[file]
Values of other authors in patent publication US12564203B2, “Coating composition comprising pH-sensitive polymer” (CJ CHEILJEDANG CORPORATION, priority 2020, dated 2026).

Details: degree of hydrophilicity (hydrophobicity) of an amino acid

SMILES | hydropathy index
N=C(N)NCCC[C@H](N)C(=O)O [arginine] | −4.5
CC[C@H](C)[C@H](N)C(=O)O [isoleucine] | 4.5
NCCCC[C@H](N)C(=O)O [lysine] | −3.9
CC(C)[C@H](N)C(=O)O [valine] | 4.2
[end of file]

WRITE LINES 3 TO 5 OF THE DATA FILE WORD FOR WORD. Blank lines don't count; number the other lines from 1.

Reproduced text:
SMILES | hydropathy index
N=C(N)NCCC[C@H](N)C(=O)O [arginine] | −4.5
CC[C@H](C)[C@H](N)C(=O)O [isoleucine] | 4.5